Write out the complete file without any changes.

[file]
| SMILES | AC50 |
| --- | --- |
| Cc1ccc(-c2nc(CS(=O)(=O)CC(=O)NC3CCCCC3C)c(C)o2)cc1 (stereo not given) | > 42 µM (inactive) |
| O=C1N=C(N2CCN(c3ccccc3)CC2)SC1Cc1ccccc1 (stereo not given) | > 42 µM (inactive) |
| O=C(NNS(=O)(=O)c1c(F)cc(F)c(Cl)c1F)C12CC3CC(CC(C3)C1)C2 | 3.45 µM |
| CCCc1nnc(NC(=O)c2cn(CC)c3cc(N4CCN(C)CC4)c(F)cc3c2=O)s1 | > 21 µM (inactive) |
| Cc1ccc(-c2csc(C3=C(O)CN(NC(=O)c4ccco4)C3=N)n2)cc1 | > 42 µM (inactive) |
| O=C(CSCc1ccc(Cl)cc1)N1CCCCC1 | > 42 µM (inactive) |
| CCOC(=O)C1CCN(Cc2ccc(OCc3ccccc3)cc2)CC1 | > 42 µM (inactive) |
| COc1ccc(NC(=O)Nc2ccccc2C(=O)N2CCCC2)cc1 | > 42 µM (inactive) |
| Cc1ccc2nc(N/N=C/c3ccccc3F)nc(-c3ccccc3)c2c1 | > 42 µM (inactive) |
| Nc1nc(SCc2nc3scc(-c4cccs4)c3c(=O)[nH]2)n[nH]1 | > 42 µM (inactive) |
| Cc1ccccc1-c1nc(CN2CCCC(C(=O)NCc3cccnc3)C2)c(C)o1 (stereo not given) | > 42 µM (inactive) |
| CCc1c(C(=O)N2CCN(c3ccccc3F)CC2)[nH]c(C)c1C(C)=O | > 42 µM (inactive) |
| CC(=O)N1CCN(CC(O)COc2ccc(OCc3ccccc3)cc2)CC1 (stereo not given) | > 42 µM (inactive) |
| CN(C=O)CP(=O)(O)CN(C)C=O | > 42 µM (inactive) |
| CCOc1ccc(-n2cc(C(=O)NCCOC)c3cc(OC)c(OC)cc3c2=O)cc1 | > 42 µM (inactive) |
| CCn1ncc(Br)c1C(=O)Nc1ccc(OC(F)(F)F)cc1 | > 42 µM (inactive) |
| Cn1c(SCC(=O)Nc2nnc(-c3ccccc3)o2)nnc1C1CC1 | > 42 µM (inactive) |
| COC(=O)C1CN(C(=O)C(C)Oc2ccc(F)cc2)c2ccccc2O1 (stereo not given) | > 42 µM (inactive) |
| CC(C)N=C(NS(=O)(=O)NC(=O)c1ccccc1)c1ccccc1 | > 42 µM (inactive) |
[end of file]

| SMILES | AC50 |
| --- | --- |
| Cc1ccc(-c2nc(CS(=O)(=O)CC(=O)NC3CCCCC3C)c(C)o2)cc1 (stereo not given) | > 42 µM (inactive) |
| O=C1N=C(N2CCN(c3ccccc3)CC2)SC1Cc1ccccc1 (stereo not given) | > 42 µM (inactive) |
| O=C(NNS(=O)(=O)c1c(F)cc(F)c(Cl)c1F)C12CC3CC(CC(C3)C1)C2 | 3.45 µM |
| CCCc1nnc(NC(=O)c2cn(CC)c3cc(N4CCN(C)CC4)c(F)cc3c2=O)s1 | > 21 µM (inactive) |
| Cc1ccc(-c2csc(C3=C(O)CN(NC(=O)c4ccco4)C3=N)n2)cc1 | > 42 µM (inactive) |
| O=C(CSCc1ccc(Cl)cc1)N1CCCCC1 | > 42 µM (inactive) |
| CCOC(=O)C1CCN(Cc2ccc(OCc3ccccc3)cc2)CC1 | > 42 µM (inactive) |
| COc1ccc(NC(=O)Nc2ccccc2C(=O)N2CCCC2)cc1 | > 42 µM (inactive) |
| Cc1ccc2nc(N/N=C/c3ccccc3F)nc(-c3ccccc3)c2c1 | > 42 µM (inactive) |
| Nc1nc(SCc2nc3scc(-c4cccs4)c3c(=O)[nH]2)n[nH]1 | > 42 µM (inactive) |
| Cc1ccccc1-c1nc(CN2CCCC(C(=O)NCc3cccnc3)C2)c(C)o1 (stereo not given) | > 42 µM (inactive) |
| CCc1c(C(=O)N2CCN(c3ccccc3F)CC2)[nH]c(C)c1C(C)=O | > 42 µM (inactive) |
| CC(=O)N1CCN(CC(O)COc2ccc(OCc3ccccc3)cc2)CC1 (stereo not given) | > 42 µM (inactive) |
| CN(C=O)CP(=O)(O)CN(C)C=O | > 42 µM (inactive) |
| CCOc1ccc(-n2cc(C(=O)NCCOC)c3cc(OC)c(OC)cc3c2=O)cc1 | > 42 µM (inactive) |
| CCn1ncc(Br)c1C(=O)Nc1ccc(OC(F)(F)F)cc1 | > 42 µM (inactive) |
| Cn1c(SCC(=O)Nc2nnc(-c3ccccc3)o2)nnc1C1CC1 | > 42 µM (inactive) |
| COC(=O)C1CN(C(=O)C(C)Oc2ccc(F)cc2)c2ccccc2O1 (stereo not given) | > 42 µM (inactive) |
| CC(C)N=C(NS(=O)(=O)NC(=O)c1ccccc1)c1ccccc1 | > 42 µM (inactive) |